Why Do You Write? You May Find Your Answer In This List…

“To record the world as it is. To set down the past before it is all forgotten. To excavate the past because it is all forgotten. To satisfy my desire for revenge. Because I knew I had to keep writing or else I would die. Because to write is to take risks, and it is only by taking risks that we know we are alive. To produce order out of chaos. To delight and instruct. To please myself. To express myself. To express myself beautifully. To create a perfect work of art. To reward the virtuous and punish the guilty. To hold a mirror up to Nature. To hold a mirror up to the reader. To paint a portrait of society and its ills. To express the unexpressed life of the masses. To name the hitherto unnamed. To defend the human spirit, and human integrity and honor. To thumb my nose at Death. To make money so my children could have shoes. To show the bastards. Because to create is human. Because to create is Godlike. Because I hated the idea of having a job. To say a new word. To make a new thing. To create a national consciousness or conscience. To justify my failures in school. To justify my own view of myself and my life, because I couldn’t be “a writer” unless I actually did some writing. To make myself appear more interesting than I actually was. To attract the love of a beautiful woman. To attract the love of any woman at all. To attract the love of a beautiful man. To rectify the imperfections of my miserable childhood. To thwart my parents. To spin a fascinating tale. To amuse and please the reader. To pass the time, even though it would have passed anyway. Graphomania. Compulsive logorrhea. Because I was driven to it by some force outside my control. Because I was possessed. Because an angel dictated to me. Because I fell into the embrace of the Muse. Because I got pregnant by the Muse and had to give birth to a book. Because I had books instead of children. To serve Art. To serve the Collective Unconscious. To serve History. To justify the ways of God toward man. To act out antisocial behavior for which I would have been punished in real life. To master a craft so I could generate texts. To subvert the establishment.To demonstrate that whatever is, is right. To experiment with new forms of perception. To create a recreational boudoir so the reader could go into it and have fun. Because the story took hold of me and wouldn’t let me go. To search for understanding of the reader and myself. To cope with my depression. For my children. To make a name that would survive death. To defend a minority group or oppressed class. To speak for those who cannot speak for themselves. To expose appalling wrongs or atrocities. To record the times through which I have lived. To bear witness to horrifying events that I have survived. To speak for the dead. To celebrate life in all its complexity. To praise the universe. To allow for the possibility of hope and redemption. To give back something of what has been given to me.”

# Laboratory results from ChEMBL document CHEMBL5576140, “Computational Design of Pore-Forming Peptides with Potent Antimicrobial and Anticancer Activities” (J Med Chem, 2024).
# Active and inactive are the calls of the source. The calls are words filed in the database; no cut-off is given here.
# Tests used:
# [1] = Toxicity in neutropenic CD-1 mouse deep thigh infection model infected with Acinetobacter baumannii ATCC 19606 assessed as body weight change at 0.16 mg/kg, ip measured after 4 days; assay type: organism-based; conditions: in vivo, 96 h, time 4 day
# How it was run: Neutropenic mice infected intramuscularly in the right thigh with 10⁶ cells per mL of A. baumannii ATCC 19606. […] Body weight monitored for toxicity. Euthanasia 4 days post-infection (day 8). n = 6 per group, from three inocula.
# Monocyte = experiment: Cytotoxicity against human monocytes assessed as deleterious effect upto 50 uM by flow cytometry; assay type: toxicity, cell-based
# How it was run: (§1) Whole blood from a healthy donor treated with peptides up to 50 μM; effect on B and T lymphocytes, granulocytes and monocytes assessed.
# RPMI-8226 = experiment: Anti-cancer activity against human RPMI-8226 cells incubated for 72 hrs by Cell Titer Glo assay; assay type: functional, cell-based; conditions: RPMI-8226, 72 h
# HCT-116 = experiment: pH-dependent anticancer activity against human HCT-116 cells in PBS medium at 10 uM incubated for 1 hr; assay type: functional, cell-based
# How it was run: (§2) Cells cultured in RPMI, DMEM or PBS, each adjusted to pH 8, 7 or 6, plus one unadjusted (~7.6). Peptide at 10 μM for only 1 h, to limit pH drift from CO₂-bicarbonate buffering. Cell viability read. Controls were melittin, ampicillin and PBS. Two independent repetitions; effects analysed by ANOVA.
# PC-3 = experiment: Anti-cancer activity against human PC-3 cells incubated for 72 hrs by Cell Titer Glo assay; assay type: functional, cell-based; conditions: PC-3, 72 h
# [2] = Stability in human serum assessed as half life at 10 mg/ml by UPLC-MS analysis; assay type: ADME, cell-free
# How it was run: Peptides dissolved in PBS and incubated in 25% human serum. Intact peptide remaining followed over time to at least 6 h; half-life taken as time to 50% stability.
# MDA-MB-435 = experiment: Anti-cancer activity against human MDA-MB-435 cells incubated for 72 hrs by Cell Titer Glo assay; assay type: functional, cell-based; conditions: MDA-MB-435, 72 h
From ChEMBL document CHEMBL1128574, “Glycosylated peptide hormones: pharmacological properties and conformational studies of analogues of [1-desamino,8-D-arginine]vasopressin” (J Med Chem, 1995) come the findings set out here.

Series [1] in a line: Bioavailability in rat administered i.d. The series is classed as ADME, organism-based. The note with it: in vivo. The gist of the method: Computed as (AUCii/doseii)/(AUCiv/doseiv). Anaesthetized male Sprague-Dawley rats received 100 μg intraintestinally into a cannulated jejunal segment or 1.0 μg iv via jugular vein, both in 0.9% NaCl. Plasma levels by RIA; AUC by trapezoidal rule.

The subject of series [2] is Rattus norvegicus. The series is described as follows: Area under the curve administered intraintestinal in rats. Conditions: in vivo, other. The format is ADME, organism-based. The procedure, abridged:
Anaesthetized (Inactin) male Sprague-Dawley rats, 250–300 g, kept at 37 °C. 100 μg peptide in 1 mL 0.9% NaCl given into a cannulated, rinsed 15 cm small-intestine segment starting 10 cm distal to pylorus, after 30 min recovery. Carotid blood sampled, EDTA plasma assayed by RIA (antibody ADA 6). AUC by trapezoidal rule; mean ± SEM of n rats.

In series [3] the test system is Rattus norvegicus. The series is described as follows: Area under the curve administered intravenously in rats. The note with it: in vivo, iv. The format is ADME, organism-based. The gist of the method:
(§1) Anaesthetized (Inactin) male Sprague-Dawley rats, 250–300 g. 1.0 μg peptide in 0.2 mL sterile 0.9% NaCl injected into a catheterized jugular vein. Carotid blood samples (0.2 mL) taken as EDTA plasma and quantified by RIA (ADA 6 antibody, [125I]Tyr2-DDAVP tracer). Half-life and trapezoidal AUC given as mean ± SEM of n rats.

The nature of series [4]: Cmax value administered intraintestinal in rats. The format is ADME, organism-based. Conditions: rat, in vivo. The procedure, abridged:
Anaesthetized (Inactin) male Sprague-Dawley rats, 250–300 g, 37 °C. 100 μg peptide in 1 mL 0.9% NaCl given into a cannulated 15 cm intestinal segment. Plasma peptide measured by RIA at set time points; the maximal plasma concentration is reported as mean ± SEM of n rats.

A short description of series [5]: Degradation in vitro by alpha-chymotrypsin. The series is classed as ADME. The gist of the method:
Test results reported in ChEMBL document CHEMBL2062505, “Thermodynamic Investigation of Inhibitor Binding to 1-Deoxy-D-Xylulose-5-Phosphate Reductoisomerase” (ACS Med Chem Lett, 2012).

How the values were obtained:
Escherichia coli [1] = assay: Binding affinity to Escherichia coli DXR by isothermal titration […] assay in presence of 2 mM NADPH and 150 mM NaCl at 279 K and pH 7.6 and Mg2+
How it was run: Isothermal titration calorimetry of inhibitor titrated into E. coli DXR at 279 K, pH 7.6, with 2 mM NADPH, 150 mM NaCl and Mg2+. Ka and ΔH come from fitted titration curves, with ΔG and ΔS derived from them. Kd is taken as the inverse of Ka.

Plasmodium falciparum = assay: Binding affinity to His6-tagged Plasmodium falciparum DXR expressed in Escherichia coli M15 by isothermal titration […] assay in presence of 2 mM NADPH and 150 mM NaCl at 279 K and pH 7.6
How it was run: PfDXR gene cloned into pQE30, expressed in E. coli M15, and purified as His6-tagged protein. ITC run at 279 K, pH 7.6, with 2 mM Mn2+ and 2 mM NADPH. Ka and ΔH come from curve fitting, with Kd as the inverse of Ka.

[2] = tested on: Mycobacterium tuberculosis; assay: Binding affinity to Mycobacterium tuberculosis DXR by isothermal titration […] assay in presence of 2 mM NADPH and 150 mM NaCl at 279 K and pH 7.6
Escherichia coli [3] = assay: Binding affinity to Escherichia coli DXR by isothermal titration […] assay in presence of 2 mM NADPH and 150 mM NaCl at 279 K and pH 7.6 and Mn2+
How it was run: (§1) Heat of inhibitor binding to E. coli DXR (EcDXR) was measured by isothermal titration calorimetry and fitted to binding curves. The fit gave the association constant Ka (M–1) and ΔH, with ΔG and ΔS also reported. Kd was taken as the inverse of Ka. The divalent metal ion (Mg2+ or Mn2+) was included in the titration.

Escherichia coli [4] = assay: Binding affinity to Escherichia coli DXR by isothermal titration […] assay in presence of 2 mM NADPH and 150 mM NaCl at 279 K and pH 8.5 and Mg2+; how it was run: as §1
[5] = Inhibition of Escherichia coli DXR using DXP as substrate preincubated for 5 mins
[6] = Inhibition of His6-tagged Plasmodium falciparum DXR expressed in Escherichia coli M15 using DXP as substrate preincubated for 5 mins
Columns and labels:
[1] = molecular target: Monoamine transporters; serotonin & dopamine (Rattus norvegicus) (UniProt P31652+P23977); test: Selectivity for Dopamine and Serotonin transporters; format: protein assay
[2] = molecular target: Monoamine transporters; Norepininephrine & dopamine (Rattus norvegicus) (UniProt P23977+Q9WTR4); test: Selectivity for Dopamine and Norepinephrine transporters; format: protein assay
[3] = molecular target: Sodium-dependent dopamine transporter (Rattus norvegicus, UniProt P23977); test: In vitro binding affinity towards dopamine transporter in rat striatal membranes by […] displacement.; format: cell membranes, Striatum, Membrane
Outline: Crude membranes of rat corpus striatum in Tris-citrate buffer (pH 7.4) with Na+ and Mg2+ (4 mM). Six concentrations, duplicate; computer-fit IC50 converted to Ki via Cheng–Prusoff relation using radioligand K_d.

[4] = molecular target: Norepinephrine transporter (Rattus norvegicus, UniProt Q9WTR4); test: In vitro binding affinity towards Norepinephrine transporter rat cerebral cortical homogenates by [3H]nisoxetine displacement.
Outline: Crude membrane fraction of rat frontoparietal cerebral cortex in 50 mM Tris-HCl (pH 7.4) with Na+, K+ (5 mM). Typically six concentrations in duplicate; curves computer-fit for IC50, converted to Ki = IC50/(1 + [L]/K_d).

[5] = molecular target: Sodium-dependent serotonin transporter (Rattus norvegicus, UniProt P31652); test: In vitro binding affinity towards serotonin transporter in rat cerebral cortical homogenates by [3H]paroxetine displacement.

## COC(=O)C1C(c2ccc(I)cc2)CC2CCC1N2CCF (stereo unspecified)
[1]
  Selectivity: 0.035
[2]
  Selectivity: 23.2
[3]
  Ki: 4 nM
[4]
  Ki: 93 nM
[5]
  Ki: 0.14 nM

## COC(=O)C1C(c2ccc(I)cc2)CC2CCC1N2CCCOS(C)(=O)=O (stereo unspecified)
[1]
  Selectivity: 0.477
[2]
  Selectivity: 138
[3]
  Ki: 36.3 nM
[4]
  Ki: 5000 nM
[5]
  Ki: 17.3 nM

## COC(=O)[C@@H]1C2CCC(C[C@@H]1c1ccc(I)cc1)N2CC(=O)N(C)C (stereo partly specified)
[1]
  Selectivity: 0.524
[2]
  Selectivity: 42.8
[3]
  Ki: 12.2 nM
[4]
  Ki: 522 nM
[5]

Margaret Atwood, compiling a list of writer’s motives in her book Negotiating with the Dead: A Writer on Writing

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